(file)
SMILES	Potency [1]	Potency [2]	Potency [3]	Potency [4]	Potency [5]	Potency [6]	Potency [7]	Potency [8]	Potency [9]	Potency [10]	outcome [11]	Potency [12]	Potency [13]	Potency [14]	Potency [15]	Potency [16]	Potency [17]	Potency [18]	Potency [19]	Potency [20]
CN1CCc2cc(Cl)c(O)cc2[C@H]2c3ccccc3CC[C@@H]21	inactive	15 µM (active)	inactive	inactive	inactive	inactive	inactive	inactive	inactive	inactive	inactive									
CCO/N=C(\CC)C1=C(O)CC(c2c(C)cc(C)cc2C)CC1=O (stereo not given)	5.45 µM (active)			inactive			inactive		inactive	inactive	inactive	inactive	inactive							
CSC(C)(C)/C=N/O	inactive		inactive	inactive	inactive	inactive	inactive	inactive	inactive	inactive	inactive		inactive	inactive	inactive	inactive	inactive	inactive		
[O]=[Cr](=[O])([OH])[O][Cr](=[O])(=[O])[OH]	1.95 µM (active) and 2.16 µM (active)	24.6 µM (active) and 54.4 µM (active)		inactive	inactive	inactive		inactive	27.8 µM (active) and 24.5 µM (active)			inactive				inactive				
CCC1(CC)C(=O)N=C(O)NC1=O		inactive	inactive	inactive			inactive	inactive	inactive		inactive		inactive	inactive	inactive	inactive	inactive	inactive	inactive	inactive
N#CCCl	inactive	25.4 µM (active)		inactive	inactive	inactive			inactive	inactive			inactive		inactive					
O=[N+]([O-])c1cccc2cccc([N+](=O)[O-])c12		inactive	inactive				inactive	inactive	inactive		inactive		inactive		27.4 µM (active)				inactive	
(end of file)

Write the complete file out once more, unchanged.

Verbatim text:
SMILES	Potency [1]	Potency [2]	Potency [3]	Potency [4]	Potency [5]	Potency [6]	Potency [7]	Potency [8]	Potency [9]	Potency [10]	outcome [11]	Potency [12]	Potency [13]	Potency [14]	Potency [15]	Potency [16]	Potency [17]	Potency [18]	Potency [19]	Potency [20]
CN1CCc2cc(Cl)c(O)cc2[C@H]2c3ccccc3CC[C@@H]21	inactive	15 µM (active)	inactive	inactive	inactive	inactive	inactive	inactive	inactive	inactive	inactive									
CCO/N=C(\CC)C1=C(O)CC(c2c(C)cc(C)cc2C)CC1=O (stereo not given)	5.45 µM (active)			inactive			inactive		inactive	inactive	inactive	inactive	inactive							
CSC(C)(C)/C=N/O	inactive		inactive	inactive	inactive	inactive	inactive	inactive	inactive	inactive	inactive		inactive	inactive	inactive	inactive	inactive	inactive		
[O]=[Cr](=[O])([OH])[O][Cr](=[O])(=[O])[OH]	1.95 µM (active) and 2.16 µM (active)	24.6 µM (active) and 54.4 µM (active)		inactive	inactive	inactive		inactive	27.8 µM (active) and 24.5 µM (active)			inactive				inactive				
CCC1(CC)C(=O)N=C(O)NC1=O		inactive	inactive	inactive			inactive	inactive	inactive		inactive		inactive	inactive	inactive	inactive	inactive	inactive	inactive	inactive
N#CCCl	inactive	25.4 µM (active)		inactive	inactive	inactive			inactive	inactive			inactive		inactive					
O=[N+]([O-])c1cccc2cccc([N+](=O)[O-])c12		inactive	inactive				inactive	inactive	inactive		inactive		inactive		27.4 µM (active)				inactive	